The second sequence ORF is accepted. The size of the Frame -1 has a length of 9135bp. The 5’ sequence is present but there is no stop codon therefore it is not a complete sequence.The result of BLASTp with NR database of the second ORF sequence. The compound is an amino acid molecule type but there is no putative conserve domains or homologs protein found.This protein sequence have not been studies/researched on.
The third ORF is accepted. The size of the Frame -2 has a length of 177bp. The 5’ sequence is present and there is a stop codon therefore it is complete. The result of BLASTp with NR database of the third ORF sequence. The compound is an amino acid molecule type, there is no putative conserve domains found, and one homologs protein is found “FS general substrate transporter [Coniophora puteana RWD-64-598 SS2]”. The FASTA protein seqeunce of ‘FS general substrate transporter [Coniophora puteana RWD-64-598 SS2]’ and ‘TonB-dependent receptor [alpha proteobacterium IMCC14465]’, with the result of the BLASTp alignment between this two sequence. There are no similarities in homologs protein, or any studied published journal.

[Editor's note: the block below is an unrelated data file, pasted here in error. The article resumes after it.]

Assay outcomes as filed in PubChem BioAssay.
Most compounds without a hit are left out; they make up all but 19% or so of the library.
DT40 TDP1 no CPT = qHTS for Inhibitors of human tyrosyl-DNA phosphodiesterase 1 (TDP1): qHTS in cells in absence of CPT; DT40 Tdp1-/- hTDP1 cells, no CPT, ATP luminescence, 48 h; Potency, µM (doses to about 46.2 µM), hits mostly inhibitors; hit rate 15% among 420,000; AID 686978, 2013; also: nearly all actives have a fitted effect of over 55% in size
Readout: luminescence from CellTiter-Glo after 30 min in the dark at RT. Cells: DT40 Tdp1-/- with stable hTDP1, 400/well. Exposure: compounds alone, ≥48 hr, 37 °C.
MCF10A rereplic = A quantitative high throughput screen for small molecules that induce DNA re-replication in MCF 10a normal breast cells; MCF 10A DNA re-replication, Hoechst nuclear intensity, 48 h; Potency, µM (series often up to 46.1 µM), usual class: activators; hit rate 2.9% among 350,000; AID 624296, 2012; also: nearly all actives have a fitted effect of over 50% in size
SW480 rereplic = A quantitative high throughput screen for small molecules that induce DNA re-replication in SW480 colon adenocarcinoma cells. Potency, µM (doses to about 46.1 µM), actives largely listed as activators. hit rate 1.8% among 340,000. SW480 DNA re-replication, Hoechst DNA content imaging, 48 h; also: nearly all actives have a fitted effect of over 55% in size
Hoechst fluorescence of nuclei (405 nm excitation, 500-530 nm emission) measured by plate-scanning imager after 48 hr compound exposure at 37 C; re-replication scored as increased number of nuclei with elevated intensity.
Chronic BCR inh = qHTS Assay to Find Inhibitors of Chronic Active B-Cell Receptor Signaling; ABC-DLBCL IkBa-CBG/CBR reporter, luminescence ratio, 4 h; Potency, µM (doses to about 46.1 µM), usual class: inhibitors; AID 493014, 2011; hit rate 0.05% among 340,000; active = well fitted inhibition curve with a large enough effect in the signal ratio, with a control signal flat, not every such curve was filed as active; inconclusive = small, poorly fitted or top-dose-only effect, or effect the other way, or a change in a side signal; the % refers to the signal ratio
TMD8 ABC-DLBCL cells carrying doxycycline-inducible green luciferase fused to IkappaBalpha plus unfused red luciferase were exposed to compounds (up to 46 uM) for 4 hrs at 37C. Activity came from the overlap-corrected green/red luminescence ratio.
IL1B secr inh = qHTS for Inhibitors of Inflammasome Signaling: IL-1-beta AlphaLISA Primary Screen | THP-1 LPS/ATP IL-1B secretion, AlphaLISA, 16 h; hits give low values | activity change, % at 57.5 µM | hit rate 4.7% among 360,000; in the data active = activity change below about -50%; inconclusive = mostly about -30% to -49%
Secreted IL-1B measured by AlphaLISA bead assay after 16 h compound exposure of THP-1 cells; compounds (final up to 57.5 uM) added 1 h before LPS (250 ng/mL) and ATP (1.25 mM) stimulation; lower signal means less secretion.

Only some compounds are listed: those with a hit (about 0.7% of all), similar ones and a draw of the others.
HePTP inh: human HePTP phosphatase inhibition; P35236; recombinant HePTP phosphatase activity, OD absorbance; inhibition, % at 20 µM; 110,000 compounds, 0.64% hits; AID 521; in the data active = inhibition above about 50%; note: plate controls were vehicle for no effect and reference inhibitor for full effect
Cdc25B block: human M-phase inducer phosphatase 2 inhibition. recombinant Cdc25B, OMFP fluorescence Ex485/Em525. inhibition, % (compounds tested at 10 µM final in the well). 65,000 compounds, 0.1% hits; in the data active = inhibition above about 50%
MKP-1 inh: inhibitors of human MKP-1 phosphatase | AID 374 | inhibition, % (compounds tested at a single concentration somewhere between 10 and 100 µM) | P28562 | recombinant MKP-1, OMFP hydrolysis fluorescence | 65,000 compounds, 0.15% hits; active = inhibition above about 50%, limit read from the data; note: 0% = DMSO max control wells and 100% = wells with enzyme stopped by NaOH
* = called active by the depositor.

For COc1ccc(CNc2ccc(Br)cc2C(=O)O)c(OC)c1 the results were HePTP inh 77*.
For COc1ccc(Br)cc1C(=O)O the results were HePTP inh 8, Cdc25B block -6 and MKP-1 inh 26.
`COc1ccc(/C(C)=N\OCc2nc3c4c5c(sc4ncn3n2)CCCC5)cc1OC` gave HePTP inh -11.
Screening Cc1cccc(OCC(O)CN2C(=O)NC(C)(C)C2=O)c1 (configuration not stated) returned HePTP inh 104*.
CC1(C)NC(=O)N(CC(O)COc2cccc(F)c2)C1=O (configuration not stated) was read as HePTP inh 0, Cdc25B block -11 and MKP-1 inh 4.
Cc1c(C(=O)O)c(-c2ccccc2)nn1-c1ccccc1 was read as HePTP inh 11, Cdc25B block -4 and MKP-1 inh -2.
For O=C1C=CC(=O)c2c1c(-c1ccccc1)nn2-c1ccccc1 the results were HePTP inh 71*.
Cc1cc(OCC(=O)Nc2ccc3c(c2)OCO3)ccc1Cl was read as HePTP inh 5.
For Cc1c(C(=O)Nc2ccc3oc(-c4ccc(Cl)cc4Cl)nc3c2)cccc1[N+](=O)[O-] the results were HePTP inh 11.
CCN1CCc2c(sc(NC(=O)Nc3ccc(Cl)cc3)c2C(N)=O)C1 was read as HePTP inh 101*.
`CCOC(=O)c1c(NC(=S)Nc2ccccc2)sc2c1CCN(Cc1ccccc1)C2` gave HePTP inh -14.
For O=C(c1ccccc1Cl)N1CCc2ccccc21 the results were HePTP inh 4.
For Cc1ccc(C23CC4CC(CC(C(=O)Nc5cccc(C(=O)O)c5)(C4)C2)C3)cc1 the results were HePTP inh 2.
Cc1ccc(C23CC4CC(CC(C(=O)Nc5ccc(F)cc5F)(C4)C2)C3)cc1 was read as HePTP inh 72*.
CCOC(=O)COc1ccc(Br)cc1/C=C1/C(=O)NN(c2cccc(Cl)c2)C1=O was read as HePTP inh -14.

The third ORF FASTA protein sequence was used to find out the protein properties in Swissport. The result of swissport shows the amino acids composition has high percentages of amino acids are Leu (20.7%), Cys (8.6%), Phe(8.6%) and Gln (8.6%). The protein does not contain any Trp residue, which could result in more than 10% error in the computed extinction coefficient. The swissport result from this protein is not to be taken into account due to high amount of error. The only homologs protein had run a BLASTp alignment with one of the two homologs protein chosen in ORF Frame +1 in order to find any possible links between the 2 proteins, however no similarities were found. The two are completely different protein sequences with no common match. These results proofs that the ORF Frame -2 is not an ORF sequence to be used due to all the evidence that have been analysed